A study published in Cell Reports found that the brain’s amygdala releases endogenous cannabinoid molecules when a person experiences stress. These molecules mitigate the incoming stress alarm from the hippocampus, which regulates memory and emotion. These findings support the research team’s hypothesis that these endogenous cannabinoid molecules are the human body’s natural coping response to stress. This coping response offers valuable insights into minimizing stress and, subsequently, reducing the risk of psychiatric disorders such as generalized anxiety, major depression, and post-traumatic stress disorder (PTSD).
The brain releases cannabinoids, which activate the same brain receptors as tetrahydrocannabinol (THC) derived from the cannabis plant. THC acts as an agonist on the cannabinoid receptors. Examining the endogenous cannabinoid signaling system and how the brain adapts to stress at the molecular, cellular, and circuit level can lead to the discovery of novel therapeutic targets for treating stress-related disorders.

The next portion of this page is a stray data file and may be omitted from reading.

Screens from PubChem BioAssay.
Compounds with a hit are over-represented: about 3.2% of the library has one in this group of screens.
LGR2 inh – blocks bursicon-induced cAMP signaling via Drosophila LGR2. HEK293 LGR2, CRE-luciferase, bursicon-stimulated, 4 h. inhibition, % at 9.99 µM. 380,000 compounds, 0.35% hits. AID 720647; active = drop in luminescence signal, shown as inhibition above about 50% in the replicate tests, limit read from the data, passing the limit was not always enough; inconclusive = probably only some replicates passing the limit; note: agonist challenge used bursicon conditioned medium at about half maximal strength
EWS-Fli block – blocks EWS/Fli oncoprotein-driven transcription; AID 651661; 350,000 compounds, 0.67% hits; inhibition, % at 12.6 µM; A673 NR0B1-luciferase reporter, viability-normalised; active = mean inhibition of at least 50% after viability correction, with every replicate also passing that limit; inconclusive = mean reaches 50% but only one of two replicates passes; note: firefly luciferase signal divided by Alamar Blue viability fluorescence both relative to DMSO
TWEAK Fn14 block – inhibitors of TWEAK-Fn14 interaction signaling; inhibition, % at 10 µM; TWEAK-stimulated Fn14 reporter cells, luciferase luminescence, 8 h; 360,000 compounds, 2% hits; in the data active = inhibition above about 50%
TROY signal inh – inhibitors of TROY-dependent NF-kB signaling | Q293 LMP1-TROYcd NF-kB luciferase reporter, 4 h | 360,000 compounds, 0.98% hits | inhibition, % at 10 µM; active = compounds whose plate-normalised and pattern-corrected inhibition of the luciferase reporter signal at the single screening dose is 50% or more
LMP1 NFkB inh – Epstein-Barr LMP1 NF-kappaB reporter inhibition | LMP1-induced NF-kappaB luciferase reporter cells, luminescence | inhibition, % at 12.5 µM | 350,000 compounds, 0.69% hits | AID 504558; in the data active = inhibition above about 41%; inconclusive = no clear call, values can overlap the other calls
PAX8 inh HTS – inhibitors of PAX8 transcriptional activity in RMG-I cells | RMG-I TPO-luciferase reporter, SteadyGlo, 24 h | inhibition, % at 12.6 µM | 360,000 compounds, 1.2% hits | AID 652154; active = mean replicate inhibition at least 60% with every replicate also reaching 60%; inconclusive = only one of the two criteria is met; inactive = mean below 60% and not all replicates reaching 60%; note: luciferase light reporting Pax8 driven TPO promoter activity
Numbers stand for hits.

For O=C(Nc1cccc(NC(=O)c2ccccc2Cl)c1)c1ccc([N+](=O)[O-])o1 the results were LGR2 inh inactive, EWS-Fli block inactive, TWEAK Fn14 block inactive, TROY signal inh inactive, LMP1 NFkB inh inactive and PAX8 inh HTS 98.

The researchers used a new protein sensor that can detect the presence of cannabinoid molecules at specific brain synapses. Observing cannabinoid molecules in real time helped them understand how specific high-frequency patterns of amygdala activity can generate these molecules. The sensor demonstrated that several different types of stress in the mice released cannabinoid molecules.
When researchers removed the target of these cannabinoids, known as the cannabinoid receptor type 1, the mice demonstrated a decreased ability to cope with stress and motivational deficits. When the research team removed the receptor target of these endogenous cannabinoids at hippocampal-amygdala synapses, mice showed more passive and immobile responses to stress. The mice also had less desire to drink sweetened sucrose water after stress exposure. The researchers believe this finding may relate to anhedonia (a decrease in pleasure), often experienced by patients with stress-related disorders.
The endocannabinoid system is one of the leading signaling systems considered a prominent drug-development candidate for stress-related psychiatric disorders. The researchers plan to investigate the effects of increased levels of endogenous cannabinoids as potential therapeutics for stress-related conditions in future studies.